When Learning is Hard


On my design board
Suppose, for example, you have a high schooler who tells you that stoichiometry makes no sense and must be done by voodoo, but you, who happen to have a degree in chemistry, think stoichiometry makes complete sense, so you proceed to tell him how very simple it is, not to mention fun. It's like Sudoku! Or Kenken! you tell him exuberantly. Until you remember that for some strange reason he takes no pleasure in math puzzles either. And then you seem to recall, neither fairly or accurately, that none of his seven older siblings had difficulty with stoichiometry, so what's his problem, anyway?

Yes - something along these lines was going on in my head last week as I worked with a bewildered son who did make some comparison between stoichiometry and voodoo. And I might have said something about how simple it really is.

At that point it became clear I needed to step back and reevaluate. Was the problem a lack of effort on his part? Well, yes, to some extent. But not entirely. (And his father spent some time addressing this!) But as I reflected, I realized I had done a poor job teaching this and some other chemistry concepts, flying through material which seems so obvious to me. So instead of pressing on, we backtracked to the point at which my son had become confused and spent a couple of days working through foundational material.

Phew. I think it's starting to come together now for him. Though yes, he still needs to apply himself thoroughly to conquer this subject for which he holds little love.

Why am I telling this story?

Because similar scenarios happen routinely in homeschools. Sometimes kids inhale knowledge and rapidly move on to the next level. Other times you watch a child go over the same material day after day, and you wonder if he will ever catch on. I had one child who learned to read before he was four and another who needed a year of intensive phonics at age eight to help him break the code.

When a child struggles to learn, there can be all sorts of reasons, including these:
- Maybe he just needs a bit more time or maturity
- Maybe he's not working hard enough
- Maybe he has some kind of processing difficulty
- Maybe the teacher did an inadequate job teaching the material in the first place
- Or maybe there is some combination of several of these

If one of your children is struggling with math facts, chemistry, reading, spelling, or something else, pause and reevaluate. Do some analysis and try to discern what is going on. Sometimes you can put the difficult material on hold for a while. Often my beginning readers would hit a plateau and need to park at a certain place for a while. Rather than hurrying through their reading program, I'd just find reading material on that level for a while without trying to introduce anything new.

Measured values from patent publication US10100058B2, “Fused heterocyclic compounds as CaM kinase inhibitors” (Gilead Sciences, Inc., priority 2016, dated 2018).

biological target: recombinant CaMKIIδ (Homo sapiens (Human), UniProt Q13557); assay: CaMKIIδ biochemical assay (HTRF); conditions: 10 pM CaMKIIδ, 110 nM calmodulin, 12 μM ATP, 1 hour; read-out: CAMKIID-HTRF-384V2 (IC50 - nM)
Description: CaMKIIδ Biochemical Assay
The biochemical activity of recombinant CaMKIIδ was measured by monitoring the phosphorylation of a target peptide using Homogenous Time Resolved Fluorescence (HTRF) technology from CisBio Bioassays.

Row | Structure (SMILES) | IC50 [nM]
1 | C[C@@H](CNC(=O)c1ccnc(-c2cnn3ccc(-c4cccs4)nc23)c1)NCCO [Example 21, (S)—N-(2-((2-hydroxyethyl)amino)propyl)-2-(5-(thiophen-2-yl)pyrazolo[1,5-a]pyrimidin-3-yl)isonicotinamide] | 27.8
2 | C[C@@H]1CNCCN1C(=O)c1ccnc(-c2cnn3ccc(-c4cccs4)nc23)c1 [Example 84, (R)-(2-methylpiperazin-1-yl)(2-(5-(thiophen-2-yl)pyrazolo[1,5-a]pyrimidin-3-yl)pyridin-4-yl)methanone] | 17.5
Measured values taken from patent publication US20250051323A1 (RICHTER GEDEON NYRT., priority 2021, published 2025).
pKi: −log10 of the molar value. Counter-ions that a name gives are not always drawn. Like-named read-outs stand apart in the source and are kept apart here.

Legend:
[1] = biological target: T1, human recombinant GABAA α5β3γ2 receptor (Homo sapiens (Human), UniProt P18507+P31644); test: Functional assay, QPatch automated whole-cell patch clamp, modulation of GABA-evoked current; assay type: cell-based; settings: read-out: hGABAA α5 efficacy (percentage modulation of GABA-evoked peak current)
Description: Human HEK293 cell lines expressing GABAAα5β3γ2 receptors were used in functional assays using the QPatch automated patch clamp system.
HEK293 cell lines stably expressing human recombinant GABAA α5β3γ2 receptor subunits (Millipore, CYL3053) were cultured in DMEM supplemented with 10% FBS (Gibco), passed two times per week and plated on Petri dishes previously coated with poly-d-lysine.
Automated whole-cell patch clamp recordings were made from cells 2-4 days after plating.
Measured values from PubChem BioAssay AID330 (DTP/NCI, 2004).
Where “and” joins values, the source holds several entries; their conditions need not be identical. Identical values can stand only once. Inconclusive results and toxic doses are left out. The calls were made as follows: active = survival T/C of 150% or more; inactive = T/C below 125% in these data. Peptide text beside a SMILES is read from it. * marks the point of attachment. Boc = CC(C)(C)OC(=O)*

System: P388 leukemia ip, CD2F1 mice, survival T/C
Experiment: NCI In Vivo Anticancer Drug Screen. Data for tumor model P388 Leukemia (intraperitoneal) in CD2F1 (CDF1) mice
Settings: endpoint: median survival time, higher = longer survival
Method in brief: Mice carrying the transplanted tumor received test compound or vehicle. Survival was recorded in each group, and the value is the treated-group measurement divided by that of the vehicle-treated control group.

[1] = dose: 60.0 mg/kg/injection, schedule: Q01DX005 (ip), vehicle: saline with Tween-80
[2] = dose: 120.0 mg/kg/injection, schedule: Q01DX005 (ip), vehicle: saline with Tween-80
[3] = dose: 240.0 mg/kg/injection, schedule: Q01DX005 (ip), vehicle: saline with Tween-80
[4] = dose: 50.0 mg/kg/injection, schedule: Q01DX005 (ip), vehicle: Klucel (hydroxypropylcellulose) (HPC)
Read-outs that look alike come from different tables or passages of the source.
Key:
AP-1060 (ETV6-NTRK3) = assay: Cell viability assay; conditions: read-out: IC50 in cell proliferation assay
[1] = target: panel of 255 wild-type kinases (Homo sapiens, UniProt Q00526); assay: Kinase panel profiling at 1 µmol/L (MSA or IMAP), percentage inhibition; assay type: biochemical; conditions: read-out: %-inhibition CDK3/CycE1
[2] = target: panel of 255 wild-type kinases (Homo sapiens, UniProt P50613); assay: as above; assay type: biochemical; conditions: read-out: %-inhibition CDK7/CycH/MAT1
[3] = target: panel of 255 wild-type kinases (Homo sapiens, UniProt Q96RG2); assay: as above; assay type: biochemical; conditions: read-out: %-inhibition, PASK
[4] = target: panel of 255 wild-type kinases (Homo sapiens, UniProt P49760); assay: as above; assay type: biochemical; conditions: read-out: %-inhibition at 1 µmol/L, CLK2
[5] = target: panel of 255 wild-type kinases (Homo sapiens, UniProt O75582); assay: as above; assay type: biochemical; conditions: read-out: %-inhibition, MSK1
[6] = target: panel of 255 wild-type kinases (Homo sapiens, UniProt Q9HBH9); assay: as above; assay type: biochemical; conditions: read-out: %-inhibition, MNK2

Frequently, though, you'll need to try to figure out what is causing a roadblock. In the case of my son and chemistry, I had to find out the point at which he had gotten lost. After going back to that spot and making sure he understood some concepts from a previous chapter, he was ready to move forward. If you have a child struggling with math, often you can best help by finding a different way to present the material.

I have some suggestions (and some helpful links) specifically about teaching math facts for a future post, but here's one final thought about learning difficulties.

Struggle is a natural part of learning. Some kids struggle more than others, but all of them will butt their heads against some part of their academics. Yes, you as a parent, whether or not you are homeschooling, need to take measures to figure out exactly what issues are involved. But beyond that, remember that struggle isn't all negative.  Because as Mystie Winkler so wonderfully writes, "Math is Character Building"

Struggle, in fact, is often the best soil for a young person's growth and maturity.  My son who had the most difficulty learning to read? Having to work harder than his siblings to overcome his dyslexia produced the fruit of self-discipline, perseverance, and a work ethic that pays off time and again. (He's about to graduate from from college with a triple major and this summer will join the accounting office of a major corporation.)  So when your children struggle, don't panic but take a deep breath, give thanks for this opportunity, and make plans to move forward!


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